diet

We’re constantly warned about the dangers of being overweight or obese; even the government has proclaimed a war on obesity, demanding that steps be taken to end the epidemic. Our society glorifies the slender and super-fit and our concerns over body image boosts a $54 billion diet industry. Yet, according to the new science of obesity, the lean models and the mean athletes may be heading to an early grave.

In his new book, The Obesity Paradox: When Thinner Means Sicker and Heavier Means Healthier, cardiologist and researcher, Carl J. Lavie, reveals the truth behind body fat’s effect.

  Stacey Morris is a journalist and food writer, who has been working in this region for many years. Her latest project is a cookbook-memoir, Clean Comfort, which tells the story of the author's rocky relationship with food, how the dieting hamster wheel ballooned her weight to 345 pounds, and how she ultimately made her way back to balance and sanity - while loving food.

http://www.pcrm.org/

  Milton R. Mills, M.D., serves as Associate Director of Preventive Medicine for the Physicians Committee for Responsible Medicine, a North American group of doctors and laypersons dedicated to promoting improved health care, better and more appropriate nutrition, and higher standards in medical research.

Mid-Hudson Vegetarian Society and Hudson Valley Vegans will present Dr. Milton Mills in a talk at Rhinebeck Town Hall in Rhinebeck, NY this Saturday at 2pm. The presentation is entitled "What's Wrong With the Paleo Diet?"

 For the countless individuals seeking to maximize their health and who consider vitamins to be the keys to well-being, Catherine Price's new book: Vitamania offers some context by looking into the roots of America's ongoing nutritional confusion.

Price traveled to vitamin manufacturers and food laboratories and military testing kitchens—and dove into the history of nutritional science. Vitamania explores the history, science, hype, and future of nutrition.

  Gluten-free has gone far beyond trendiness. Although about 1% of the population suffers from celiac disease (the autoimmune condition which causes the immune system to attack the intestinal walls in response to consumption of gluten), up to 8 times more people may have sensitivity to the protein, or experience ill effects from related conditions, such as IBS and wheat allergy.

That translates to about 40 million Americans buying gluten-free products, a $4.2 billion market that continues to grow. Living gluten-free is a challenge and Jax Peters Lowell wrote a book on it 20-years ago and now that work has been revised. The book is: The Gluten-Free Revolution: Absolutely Everything You Need to Know about Losing the Wheat, Reclaiming Your Health, and Eating Happily Ever After.

  All her life, Andie Mitchell had eaten lustily and mindlessly. Food was her babysitter, her best friend, her confidant, and it provided a refuge from her fractured family. But when she stepped on the scale on her twentieth birthday and it registered a shocking 268 pounds, she knew she had to change the way she thought about food and herself; that her life was at stake.

In her new book: It Was Me All Along, Andie tells a story about much more than a woman who loves food and abhors her body. It is about someone who made changes when her situation seemed too far-gone and how she discovered balance in an off-kilter world.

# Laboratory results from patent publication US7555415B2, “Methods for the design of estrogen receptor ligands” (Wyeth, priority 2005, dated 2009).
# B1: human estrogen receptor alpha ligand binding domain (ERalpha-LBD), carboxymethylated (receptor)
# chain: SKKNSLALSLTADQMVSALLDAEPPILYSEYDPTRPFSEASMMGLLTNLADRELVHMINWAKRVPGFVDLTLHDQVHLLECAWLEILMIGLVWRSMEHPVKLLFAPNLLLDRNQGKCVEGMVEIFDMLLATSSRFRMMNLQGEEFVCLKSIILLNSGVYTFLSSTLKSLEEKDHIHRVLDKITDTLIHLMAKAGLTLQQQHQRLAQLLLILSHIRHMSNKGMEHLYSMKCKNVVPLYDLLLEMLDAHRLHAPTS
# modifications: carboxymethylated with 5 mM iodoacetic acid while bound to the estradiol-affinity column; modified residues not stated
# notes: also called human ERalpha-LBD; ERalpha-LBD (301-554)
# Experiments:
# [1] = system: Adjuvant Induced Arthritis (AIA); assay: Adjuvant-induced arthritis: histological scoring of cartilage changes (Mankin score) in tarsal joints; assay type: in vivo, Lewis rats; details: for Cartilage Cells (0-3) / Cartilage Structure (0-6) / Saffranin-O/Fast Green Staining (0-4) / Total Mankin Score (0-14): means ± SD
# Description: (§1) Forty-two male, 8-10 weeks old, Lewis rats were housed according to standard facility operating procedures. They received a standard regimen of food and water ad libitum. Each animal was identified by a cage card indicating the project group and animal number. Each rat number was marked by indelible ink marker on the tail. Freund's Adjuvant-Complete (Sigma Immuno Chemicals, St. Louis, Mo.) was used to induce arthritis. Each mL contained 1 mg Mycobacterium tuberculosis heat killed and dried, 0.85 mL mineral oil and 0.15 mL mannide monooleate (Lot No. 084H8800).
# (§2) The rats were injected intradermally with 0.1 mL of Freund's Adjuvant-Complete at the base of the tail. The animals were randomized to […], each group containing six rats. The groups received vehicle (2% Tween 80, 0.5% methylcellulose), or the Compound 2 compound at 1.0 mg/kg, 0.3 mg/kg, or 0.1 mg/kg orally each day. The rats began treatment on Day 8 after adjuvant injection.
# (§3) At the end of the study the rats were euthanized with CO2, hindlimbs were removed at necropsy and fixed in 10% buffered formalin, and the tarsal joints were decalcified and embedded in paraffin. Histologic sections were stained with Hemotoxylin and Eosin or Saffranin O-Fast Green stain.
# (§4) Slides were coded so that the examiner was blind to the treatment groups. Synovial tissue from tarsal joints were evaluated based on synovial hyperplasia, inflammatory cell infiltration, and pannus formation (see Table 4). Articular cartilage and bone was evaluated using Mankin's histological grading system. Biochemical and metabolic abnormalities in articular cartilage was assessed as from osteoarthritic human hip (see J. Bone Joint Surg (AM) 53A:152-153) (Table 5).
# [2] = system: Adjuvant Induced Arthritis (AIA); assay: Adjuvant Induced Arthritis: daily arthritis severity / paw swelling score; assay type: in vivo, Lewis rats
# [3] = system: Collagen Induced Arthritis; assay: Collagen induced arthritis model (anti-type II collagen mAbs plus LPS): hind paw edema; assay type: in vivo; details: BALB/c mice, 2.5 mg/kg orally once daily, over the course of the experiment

In The Big Fat Surprise: Why Butter, Meat and Cheese Belong in a Healthy Diet, investigative journalist Nina Teicholz reveals the unthinkable: that everything we thought we knew about dietary fat is wrong. She documents how the low-fat nutrition advice of the past sixty years has amounted to a vast uncontrolled experiment on the entire population, with disastrous consequences for our health.

For decades, we have been told that the best possible diet involves cutting back on fat, especially saturated fat, and that if we are not getting healthier or thinner it must be because we are not trying hard enough. But what if the low-fat diet is itself the problem? What if the very foods we’ve been denying ourselves—the creamy cheeses, the sizzling steaks—are themselves the key to reversing the epidemics of obesity, diabetes, and heart disease?

    In Rewire: Change Your Brain to Break Bad Habits, Overcome Addictions, Conquer Self-Destructive Behavior, renowned psychotherapist Richard O’Connor, PhD, reveals exactly why our bad habits die so hard. We have two brains—one a thoughtful, conscious, deliberative self, and the other an automatic self that makes most of our decisions without our attention. Using new research and knowledge about how the brain works, the book clears a path to lasting, effective change for bad behaviors.

WAMC photo by Dave Lucas

A new report from Feeding America shows 50 million Americans rely on food banks and 1 in 7 Americans face food insecurity. It also links substandard nutrition to health problems.

The report entitled "Hunger in America 2014" has revealed some startling statistics: One in seven Americans turns to a food bank for help, about 40 percent of whom have education beyond high school.

    

  Sure, sugar is in ice cream and cookies, but what scared Eve Schaub was the secret world of sugar--hidden in bacon, crackers, salad dressing, pasta sauce, chicken broth, and baby food.

With her eyes open by the work of obesity expert Dr. Robert Lustig and others, Eve challenged her husband and two school-age daughters to join her on a quest to eat no added sugar for an entire year.

Along the way, Eve uncovered the real costs of our sugar-heavy American diet--including diabetes, obesity, and increased incidences of health problems such as heart disease and cancer. Eve Schaub’s new book is Year of No Sugar.

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